We all have our own unique financial goals. Most need savings to achieve them.
Of course, stashing cash under the mattress is not the best way to save. There are plenty of savings products that can help your money grow faster by paying you interest. But the tax man will want to help himself to a share of the interest your money earns.
The good news is that not only are there are some ways to save that the taxman can never touch, there are a few which will actually make him give you money to swell your savings pot.
Your Personal Savings Allowance
With an ordinary bank or building society savings account, you pay tax on your interest. If you earn £100, you’ll only receive £80 after basic-rate tax, or £60 if you are a higher rate taxpayer. You may not even be aware of it as your savings provider makes these deductions before they reach your account.
The new Personal Savings Allowance changes all that. Basic-rate taxpayers will be able to earn £1,000 in savings interest before paying any tax, and higher-rate payers £500.
But there are ways to save even more – and get the taxman to contribute.
An ISA is an Individual Savings Account. There are several types of ISA, but all protect your savings from tax. Everyone over 16 in the UK over 18 has a £15,240 ISA allowance they can save into ISAs this year. Next April it increases to £20,000
A Cash ISA is really just a savings account that doesn’t pay tax. Choose an Easy Access ISA and you can take your money out at any time – but be careful, once it’s out, you can’t put it back in – you are limited to your annual ISA allowance.
Rates are not too exciting right now, but if you shop around you can get more than 2%. Don’t worry if you’ve opened one in previous tax years, you can open another with whichever provider you choose. And if the rate is poor on your old ISA you can transfer it to the new one.
A Stocks & Shares ISA is very different to a Cash ISA, which is simply a savings account you don’t pay tax on. With a stocks & shares ISA you’re investing in corporate and government bonds, where you lend your money in return for interest, shares in individual companies or funds, managed investments.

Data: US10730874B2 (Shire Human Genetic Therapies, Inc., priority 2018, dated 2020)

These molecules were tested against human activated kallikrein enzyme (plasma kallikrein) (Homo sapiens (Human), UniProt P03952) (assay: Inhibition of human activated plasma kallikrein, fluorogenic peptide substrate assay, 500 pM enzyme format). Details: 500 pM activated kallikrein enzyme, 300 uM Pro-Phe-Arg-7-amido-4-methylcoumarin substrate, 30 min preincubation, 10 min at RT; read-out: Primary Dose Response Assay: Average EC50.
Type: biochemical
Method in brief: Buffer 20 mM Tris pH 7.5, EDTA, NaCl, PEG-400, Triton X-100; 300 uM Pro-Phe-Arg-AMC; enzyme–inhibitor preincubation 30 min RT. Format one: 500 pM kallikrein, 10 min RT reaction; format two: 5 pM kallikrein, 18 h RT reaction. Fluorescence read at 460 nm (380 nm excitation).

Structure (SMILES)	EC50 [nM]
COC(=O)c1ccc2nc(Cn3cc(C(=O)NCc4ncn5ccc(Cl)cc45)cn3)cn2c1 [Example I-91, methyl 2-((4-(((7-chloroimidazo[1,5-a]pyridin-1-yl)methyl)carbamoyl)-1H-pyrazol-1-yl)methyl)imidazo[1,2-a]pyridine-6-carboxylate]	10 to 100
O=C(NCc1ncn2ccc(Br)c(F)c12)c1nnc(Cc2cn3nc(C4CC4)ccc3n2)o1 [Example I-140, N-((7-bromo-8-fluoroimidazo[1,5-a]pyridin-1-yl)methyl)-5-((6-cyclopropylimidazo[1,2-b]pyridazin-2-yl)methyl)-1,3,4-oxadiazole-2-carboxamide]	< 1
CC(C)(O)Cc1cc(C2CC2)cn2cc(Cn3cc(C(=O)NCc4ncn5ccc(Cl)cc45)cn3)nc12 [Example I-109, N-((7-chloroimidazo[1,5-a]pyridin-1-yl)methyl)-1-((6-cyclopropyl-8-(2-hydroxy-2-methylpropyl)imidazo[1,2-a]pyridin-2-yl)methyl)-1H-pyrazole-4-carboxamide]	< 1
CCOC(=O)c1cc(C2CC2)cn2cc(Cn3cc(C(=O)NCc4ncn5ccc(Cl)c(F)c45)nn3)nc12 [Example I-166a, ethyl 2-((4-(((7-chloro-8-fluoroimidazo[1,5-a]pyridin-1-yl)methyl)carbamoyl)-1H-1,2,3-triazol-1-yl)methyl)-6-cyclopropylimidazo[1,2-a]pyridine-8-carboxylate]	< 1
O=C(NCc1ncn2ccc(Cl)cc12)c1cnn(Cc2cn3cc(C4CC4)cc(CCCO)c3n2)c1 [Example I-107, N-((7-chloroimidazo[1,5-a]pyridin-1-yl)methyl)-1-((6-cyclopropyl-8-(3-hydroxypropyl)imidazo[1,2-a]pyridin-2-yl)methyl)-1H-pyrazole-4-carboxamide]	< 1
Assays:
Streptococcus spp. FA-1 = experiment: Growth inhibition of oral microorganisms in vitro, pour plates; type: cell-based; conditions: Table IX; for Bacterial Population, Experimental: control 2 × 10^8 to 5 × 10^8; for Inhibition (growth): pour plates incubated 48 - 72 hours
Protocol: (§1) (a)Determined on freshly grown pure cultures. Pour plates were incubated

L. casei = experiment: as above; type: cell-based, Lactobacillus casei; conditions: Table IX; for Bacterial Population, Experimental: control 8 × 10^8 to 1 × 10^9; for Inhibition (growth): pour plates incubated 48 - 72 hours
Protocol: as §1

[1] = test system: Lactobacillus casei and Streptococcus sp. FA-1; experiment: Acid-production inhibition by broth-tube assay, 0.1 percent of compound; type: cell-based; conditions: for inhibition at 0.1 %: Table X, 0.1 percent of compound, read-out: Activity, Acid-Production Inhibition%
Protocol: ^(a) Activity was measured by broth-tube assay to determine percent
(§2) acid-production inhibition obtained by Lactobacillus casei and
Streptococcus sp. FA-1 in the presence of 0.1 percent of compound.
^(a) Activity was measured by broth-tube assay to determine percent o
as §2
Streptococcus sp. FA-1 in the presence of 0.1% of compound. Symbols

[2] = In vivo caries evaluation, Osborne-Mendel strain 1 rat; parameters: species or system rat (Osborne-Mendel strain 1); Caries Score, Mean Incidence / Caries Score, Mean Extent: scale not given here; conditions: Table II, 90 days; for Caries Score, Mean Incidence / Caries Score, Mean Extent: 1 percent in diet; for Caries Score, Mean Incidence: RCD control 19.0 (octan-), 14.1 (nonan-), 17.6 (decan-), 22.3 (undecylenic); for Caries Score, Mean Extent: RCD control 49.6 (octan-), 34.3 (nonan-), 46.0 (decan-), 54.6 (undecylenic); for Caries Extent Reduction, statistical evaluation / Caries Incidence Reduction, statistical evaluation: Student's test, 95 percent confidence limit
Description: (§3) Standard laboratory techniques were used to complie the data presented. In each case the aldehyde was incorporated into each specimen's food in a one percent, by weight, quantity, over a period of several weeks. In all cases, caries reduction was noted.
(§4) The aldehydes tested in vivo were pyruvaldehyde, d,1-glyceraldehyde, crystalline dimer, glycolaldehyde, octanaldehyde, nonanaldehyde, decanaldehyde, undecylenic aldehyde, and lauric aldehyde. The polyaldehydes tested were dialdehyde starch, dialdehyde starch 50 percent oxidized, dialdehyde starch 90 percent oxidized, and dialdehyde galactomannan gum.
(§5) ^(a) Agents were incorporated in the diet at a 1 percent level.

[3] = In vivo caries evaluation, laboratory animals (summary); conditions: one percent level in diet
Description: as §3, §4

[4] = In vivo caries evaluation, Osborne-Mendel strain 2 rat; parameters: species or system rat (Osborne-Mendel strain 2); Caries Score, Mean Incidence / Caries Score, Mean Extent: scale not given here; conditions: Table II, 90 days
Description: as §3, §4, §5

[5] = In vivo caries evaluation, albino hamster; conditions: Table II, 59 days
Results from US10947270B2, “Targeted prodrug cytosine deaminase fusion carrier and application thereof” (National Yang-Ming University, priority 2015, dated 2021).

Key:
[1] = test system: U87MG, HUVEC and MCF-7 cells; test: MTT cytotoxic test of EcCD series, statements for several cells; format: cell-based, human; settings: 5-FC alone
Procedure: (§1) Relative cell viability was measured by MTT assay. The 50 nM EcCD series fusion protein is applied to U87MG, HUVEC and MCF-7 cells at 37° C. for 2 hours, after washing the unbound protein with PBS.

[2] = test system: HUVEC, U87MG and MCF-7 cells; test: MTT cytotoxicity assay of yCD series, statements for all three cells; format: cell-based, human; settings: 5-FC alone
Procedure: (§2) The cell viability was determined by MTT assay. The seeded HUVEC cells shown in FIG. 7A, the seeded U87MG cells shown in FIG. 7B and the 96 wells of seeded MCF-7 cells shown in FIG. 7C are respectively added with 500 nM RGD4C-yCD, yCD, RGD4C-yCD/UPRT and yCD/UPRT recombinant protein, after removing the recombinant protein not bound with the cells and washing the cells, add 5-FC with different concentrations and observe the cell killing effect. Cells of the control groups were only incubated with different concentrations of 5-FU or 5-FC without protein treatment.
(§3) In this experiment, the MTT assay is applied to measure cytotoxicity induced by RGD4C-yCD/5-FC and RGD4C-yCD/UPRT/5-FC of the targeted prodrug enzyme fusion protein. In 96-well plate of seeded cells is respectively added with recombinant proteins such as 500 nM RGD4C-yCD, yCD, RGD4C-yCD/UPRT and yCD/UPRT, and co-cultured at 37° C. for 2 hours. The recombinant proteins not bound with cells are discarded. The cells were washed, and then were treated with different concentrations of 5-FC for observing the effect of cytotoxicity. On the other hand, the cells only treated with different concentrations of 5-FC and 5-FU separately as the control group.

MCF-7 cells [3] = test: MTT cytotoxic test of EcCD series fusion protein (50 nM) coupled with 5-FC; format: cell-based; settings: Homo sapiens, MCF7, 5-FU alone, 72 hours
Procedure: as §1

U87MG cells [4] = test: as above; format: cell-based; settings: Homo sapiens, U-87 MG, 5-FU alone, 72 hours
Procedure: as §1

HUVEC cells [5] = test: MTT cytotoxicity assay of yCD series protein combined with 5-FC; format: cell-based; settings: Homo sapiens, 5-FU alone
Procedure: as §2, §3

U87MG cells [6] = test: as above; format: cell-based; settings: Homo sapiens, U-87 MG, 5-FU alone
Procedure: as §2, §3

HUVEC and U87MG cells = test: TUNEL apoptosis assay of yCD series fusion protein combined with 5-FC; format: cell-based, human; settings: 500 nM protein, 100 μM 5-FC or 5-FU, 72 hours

There are many different types of stocks and shares ISA available, but you are investing, not saving – there are potentially bigger returns, but your money will be at risk. They have no tax on interest, although dividends are taxed.
Help to Buy ISAs
Help to Buy ISAs are ISAs – but with a special extra. The taxman doesn’t just let you save tax free – he will provide you with a bonus. Help to Buy ISAs are only available to potential first time buyers. They must be a UK resident, and the property must be purchased with a mortgage. It cannot be a second property, or for buy-to-let.
Interest on Help to Buy ISAs is free of both income and capital gains tax. However, when an individual takes money out to buy a home, the government will add 25% to whatever is in the account, up to a maximum of £3,000. Anyone buying with a partner could receive a government bonus of up to £6,000 towards their first home.
If there is no house purchase, savings will continue to earn interest, but without that very appealing bonus.
Investment is limited to an initial £1000 (which can be a transfer from an existing cash ISA) and £200 per month. would take more than four and a half years to save £12,000 and get the maximum bonus. Of course, with interest, things go a little faster – and whatever the rate offered, the bonus will ensure the Help to Buy ISA is likely to beat any other Cash ISA.
The Lifetime ISA is a savings account that will also allow you to save towards your first home. However, as the name suggests, it is a lifetime scheme. You can also use it to save for your retirement.
You can save as little or as much as you want each month, up to £4,000 a year. The government will then provide a 25% bonus on these contributions at the end of the tax year. This means those who put in the maximum each year will receive a £1,000 bonus every 12 months from the government.
Savers will be able to make contributions and receive a bonus from the age of 18 up to the age of 50. So someone could, in theory, end up with £32,000 worth of bonuses, assuming they were fortunate enough to be able to pay in the maximum £128,000 over 32 years. If you can afford to lock away your money it could be a really worthwhile way to build up a major sum.
By understanding which products are the most tax-efficient, you can make the most of your savings and investments, and minimise how much tax you pay.
The Financial Conduct Authority does not regulate taxation and trust advice.
Levels and bases of reliefs from taxation are subject to change.
The value of investments can go down as well as up and you may not get back the amount invested.